As a homeowner, you can do several things to prevent your lateral sewer line from backing up. The same will prevent backups in the main sewer line. To avoid the miseries that come with sewer backups, everyone should apply proper drain cleaning and disposal methods. Here are a few ways you can prevent sewer backups and save yourself the stress associated with them.
Disposal of grease
You should never dispose of cooking oil down the drain. Instead, you should place it in a heat-resistant container and when it cools off, place it in the garbage. Washing it down the drain with hot water is not a solution since the washed-down grease goes down the drain and then solidifies in your drain, the lateral sewer, or the main sewer. This eventually clogs up the drainage system causing backups.
Another main threat to the drainage system is paper products. Products such as cloth diapers, feminine sanitary products, and paper towels can clog up the lateral or main sewer if not disposed of properly. These products do not decompose or soften as fast as toilet paper does. They lodge themselves in the drainage system in portions and cause backups in the lateral and or the main sewer. The best way to dispose of these products is to wrap them well and place them in the garbage.
Small shrubs and trees growing around the house may find their way into your sewer line through the open sewer joints and cracks in search of moisture. At first, the roots might be small and harmless but as the tree continues to grow, its roots become bigger as well and will eventually break the sewer line and allow debris to clog the line and cause a backup. You can prevent this by either replacing your sewer lines with plastic pipes or by ensuring no trees or shrubs are growing or planted near your sewer lines.
Another way is to have the lateral cleared of roots often and to clear the main sewer line occasionally.
Sewer odor is a serious problem experienced by homeowners. They can smell the sewer from their houses or buildings. While this is a difficult problem to deal with, there are several ways you can prevent it from occurring. You should have water in the P-traps under the drains in your plumbing system. This way, the gases from the sewer cannot get into your house. Occasionally, you should pour water into the sinks and floor drains that are rarely used in the house. Another method is to ensure that all the vents in your house are free from blockages like leaves or bird nests. This way, when there is any odor from the sewers, it will escape through the vents in the roof.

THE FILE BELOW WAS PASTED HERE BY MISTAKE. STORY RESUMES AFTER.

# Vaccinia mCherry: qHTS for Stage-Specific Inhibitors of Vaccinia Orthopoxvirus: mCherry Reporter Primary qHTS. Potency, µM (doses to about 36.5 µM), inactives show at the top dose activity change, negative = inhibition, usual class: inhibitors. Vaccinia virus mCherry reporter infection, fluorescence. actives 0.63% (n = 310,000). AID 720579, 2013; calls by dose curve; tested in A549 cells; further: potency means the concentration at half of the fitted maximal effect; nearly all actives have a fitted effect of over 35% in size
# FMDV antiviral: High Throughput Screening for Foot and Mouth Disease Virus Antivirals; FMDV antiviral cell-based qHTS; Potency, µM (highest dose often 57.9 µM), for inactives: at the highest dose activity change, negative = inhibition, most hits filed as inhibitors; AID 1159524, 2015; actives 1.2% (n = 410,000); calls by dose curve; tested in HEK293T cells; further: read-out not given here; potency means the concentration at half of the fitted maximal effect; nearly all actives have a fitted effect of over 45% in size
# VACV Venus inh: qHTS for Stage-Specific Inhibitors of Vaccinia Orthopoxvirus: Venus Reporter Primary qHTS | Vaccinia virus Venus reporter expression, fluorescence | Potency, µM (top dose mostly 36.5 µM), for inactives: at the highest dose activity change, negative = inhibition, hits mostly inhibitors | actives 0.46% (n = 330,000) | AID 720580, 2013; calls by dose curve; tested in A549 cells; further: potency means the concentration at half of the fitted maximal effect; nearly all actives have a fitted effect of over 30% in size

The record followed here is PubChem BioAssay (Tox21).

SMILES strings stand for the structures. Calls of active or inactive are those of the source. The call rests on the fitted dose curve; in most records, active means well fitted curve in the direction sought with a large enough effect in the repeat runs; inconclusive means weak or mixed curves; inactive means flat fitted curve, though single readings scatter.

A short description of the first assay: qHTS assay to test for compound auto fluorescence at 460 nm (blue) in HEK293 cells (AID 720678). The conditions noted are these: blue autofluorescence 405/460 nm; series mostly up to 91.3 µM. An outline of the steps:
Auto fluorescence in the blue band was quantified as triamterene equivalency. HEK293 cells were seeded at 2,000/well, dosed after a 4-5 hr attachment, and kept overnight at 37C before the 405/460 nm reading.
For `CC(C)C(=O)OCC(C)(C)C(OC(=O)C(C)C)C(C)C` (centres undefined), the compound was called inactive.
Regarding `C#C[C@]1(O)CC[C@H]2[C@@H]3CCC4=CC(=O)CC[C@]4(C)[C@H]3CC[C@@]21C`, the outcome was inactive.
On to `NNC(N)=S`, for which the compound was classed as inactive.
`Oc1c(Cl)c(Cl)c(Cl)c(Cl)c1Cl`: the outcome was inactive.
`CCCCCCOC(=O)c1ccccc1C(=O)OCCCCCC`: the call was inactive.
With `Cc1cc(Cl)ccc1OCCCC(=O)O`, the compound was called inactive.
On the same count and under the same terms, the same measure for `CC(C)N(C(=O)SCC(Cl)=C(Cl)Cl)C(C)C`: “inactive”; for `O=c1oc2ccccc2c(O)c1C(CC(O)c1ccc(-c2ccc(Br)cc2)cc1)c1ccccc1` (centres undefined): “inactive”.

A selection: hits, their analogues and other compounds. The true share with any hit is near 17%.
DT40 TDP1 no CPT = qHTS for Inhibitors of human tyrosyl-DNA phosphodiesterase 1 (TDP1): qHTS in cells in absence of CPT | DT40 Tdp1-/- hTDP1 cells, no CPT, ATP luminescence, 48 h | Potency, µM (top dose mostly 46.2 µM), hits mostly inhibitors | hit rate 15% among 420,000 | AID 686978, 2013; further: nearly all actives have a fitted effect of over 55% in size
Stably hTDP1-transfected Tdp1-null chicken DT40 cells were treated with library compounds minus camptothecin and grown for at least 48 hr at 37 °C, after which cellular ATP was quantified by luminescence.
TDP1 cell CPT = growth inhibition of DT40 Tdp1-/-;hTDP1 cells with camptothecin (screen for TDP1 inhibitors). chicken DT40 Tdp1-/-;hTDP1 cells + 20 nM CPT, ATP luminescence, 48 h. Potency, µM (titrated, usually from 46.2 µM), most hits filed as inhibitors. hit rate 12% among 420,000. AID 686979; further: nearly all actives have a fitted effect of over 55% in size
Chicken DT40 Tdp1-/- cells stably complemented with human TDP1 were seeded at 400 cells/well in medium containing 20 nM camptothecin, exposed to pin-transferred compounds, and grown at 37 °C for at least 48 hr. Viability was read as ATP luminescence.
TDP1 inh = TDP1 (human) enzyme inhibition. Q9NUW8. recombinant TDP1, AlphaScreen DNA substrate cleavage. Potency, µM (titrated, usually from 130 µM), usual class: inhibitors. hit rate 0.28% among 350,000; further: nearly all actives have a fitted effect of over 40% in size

Illegal plumbing connections
You should never connect French drains or other flood control systems to your drainage or sewer system. The way French drains work, is they use perforated underground pipes or wells filled with rocks to spread groundwater or stormwater over a large area of land that then soaks up the water into the ground. Using this system for your drainage system is illegal and you can be arrested and jailed when found out. Besides, even if the authorities do not catch you, these systems are a danger to you. The clean water they spread around will overwhelm your lateral sewer and cause a backup.
Disposal of needles
Sadly, there are people who still dispose of hypodermic needles in their sewer system. Disposing of such items in your sewer system poses a problem that affects more than just the homeowners. The presence of hypodermic needles and other such deadly wastes in the wastewater collection system poses a possibly fatal problem to the people working at the wastewater collection and wastewater treatment plants. Hypodermic needles have had contact with blood and other body fluids that could contain pathogens, which might affect anyone, who handles the needles and is pricked. Therefore, never dispose of your used needles in the drain or flash them.
The best way to dispose of used hypodermic needles is to recap them once you are through with them and put them in a rigid and tough container specifically designated for sharp objects like needles and razor blades. For this, you can use hard and stable containers such as bleach bottles. Do not use weak and easily collapsible containers like milk bottles as the needles may pierce through them and hurt someone or infect them with a fatal disease. Always keep the container far from the reach of children and away from high-traffic areas where someone can stumble on them and get hurt.
When the container is full and you are ready to dispose of it, you should securely tape the container and ask your local pharmacist for advice on the proper disposal methods for such products. You should never flush them or discard them into the garbage.